Sunday, April 20, 2014

Easter people in a Good Friday world

Golly, I wish I could claim that line --- but it belongs to the late Barbara Johnson, an author and comedian whose perspective was for the most part evangelical Christian.

I doubt we'd have agreed on much theologically. Original sin? Good grief --- we're merely human. A dark and broken world? It's spring, for heaven's sake man --- open your eyes. An angry, petty, tribal god who slaughtered Jesus so we could be washed in his blood? Bullshit.

But on this we'd agree --- that too often we're Easter people in a Good Friday world, suspended in apparent darkness between despair and hope, death and resurrection. I think a lot about resurrection during Holy Week.

Easter is the operative word here, the natural and miraculous, God-given if you care to think in those terms, human tendency to rise again.

We see it all the time, and experience it. On our knees because of disease, broken relationships, disasters natural, financial and otherwise, we rise again. Knocked flat by the deaths of those we love, we rise again.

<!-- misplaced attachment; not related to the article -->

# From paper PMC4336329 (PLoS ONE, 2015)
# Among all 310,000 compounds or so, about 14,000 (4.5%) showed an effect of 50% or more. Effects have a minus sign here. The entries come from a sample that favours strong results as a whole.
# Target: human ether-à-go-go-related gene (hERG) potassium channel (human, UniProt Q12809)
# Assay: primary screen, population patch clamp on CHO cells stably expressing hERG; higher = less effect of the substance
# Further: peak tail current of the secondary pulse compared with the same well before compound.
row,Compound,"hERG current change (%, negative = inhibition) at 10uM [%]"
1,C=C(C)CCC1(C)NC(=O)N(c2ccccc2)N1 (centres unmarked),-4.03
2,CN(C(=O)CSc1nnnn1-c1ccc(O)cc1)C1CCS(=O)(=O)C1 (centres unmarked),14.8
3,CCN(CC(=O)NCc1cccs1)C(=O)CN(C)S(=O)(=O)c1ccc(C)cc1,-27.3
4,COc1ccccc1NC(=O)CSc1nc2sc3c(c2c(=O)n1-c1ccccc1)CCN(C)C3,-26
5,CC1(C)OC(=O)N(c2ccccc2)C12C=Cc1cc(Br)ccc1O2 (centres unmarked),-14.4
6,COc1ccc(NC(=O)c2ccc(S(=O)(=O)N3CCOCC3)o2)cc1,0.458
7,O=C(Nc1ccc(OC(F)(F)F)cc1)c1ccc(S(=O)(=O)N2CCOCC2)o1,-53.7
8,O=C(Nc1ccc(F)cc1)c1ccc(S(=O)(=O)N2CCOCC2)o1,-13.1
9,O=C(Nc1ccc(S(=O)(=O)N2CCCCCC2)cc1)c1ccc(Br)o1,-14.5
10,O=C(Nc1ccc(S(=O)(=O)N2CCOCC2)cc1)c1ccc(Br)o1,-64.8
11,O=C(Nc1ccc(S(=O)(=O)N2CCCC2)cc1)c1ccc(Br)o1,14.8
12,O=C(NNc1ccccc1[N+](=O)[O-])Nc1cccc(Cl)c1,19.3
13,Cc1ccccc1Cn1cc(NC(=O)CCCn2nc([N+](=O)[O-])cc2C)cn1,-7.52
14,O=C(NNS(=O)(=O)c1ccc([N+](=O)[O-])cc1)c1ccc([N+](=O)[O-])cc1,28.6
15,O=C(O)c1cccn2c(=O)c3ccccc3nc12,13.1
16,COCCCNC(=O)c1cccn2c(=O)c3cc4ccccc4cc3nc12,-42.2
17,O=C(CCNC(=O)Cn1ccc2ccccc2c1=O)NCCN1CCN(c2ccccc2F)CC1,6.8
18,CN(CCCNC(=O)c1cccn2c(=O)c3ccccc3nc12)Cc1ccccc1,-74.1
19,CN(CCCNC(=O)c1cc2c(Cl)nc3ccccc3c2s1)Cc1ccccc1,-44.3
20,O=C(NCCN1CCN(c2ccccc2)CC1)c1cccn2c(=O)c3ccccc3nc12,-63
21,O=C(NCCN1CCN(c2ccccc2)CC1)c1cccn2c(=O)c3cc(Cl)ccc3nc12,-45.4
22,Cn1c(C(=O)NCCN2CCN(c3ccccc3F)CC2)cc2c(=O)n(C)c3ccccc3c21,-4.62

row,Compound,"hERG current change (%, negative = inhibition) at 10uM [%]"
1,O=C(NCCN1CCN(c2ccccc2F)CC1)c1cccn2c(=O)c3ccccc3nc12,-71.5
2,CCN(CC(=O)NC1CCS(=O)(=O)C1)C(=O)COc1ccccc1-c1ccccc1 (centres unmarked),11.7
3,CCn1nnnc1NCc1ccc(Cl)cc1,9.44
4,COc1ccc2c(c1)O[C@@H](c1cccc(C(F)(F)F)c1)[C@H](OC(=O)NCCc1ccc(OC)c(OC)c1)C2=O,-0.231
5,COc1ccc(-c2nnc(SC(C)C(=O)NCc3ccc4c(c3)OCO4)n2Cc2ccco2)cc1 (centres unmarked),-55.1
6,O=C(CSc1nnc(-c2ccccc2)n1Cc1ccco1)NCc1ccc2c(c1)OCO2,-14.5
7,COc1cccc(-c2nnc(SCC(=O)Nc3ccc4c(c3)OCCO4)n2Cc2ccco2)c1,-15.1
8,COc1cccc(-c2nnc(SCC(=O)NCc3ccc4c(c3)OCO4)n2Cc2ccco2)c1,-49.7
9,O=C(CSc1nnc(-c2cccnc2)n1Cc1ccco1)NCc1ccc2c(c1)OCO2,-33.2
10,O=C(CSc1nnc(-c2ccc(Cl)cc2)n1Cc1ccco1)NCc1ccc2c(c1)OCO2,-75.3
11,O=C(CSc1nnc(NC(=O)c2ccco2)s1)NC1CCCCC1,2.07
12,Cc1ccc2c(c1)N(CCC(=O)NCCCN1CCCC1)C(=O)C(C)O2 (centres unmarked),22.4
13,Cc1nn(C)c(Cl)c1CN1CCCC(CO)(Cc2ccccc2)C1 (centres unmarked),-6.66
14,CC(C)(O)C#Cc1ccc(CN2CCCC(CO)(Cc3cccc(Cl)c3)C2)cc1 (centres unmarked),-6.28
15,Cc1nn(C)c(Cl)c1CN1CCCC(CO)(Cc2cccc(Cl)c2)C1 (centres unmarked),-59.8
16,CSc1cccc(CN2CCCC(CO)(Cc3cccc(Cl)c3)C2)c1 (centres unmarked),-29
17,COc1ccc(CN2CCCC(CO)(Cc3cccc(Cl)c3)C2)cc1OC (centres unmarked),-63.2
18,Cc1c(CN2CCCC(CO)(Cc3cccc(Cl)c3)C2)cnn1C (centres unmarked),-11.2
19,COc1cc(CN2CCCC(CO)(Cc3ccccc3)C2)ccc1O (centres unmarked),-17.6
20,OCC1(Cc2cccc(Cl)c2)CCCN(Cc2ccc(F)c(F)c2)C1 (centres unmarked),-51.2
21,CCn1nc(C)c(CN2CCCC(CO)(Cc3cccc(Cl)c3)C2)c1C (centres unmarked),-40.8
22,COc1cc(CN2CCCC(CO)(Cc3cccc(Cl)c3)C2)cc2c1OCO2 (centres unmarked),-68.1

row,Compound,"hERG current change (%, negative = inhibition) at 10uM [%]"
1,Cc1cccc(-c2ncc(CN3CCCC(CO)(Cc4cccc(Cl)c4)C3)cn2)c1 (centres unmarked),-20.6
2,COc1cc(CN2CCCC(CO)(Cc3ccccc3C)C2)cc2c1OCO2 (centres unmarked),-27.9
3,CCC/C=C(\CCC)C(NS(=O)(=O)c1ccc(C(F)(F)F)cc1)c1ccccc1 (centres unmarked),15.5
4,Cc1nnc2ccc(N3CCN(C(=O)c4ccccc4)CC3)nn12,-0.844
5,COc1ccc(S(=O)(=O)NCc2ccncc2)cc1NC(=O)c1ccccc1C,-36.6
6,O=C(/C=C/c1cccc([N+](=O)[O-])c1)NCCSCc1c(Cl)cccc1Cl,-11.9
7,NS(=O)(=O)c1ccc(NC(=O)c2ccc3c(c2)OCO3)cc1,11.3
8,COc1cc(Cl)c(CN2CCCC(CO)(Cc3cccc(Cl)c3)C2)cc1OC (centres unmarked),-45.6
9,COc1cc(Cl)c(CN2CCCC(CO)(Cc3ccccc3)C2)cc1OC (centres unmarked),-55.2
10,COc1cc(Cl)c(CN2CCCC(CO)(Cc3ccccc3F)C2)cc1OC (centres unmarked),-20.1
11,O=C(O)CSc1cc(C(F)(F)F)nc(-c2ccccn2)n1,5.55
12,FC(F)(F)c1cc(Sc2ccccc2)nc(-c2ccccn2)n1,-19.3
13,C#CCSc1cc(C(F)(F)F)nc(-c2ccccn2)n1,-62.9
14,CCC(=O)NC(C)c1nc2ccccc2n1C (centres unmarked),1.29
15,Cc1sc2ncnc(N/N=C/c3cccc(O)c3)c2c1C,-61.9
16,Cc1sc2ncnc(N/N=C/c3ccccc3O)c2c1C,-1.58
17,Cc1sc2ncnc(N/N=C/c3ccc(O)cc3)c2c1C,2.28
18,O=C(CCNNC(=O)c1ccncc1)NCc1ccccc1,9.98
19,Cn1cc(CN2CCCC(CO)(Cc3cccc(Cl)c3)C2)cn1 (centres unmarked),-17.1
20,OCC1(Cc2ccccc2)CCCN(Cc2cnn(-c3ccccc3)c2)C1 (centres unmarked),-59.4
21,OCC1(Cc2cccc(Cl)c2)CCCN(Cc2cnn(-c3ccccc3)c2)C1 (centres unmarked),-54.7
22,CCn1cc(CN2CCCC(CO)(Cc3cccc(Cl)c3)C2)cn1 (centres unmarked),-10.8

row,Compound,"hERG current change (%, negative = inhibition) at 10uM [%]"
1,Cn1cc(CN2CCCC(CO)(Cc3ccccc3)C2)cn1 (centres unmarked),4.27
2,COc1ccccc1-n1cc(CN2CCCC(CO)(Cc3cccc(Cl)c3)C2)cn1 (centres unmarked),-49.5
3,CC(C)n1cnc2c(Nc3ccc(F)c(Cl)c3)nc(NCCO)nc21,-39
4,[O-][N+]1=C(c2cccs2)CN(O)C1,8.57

I see it sometimes in gay kids --- and my LGBT brothers and sisters who are older --- backed into a corner, shoved down and in despair because of the realization that the gift they were created with doesn't fit others' expectations, sometimes their own. Then, miraculously, they accept the gift, rise again and begin to soar.

Christian ideas about atonement vary, but the oldest --- before Archbishop Anselm and then those troublesome protestant reformers --- held that the principal work of Christ was to defeat sin (our inborn talent for damaging ourselves and others) and death, in large part by example. That makes us mere humans in the hands of a loving god rather than sinners in the hands of an angry god. And it's very much a work always in progress.

We're going to witness the baptism of five this morning --- a symbol and a sacrament that goes back to that earliest church. Then we'll stand witness as a young man, a newcomer to Lucas County, renews baptismal vows made in a faith community that now rejects him. 

This is a wonderful and a joyous thing.

It's a beautiful morning; it's a great day to be alive. Christus Victor!

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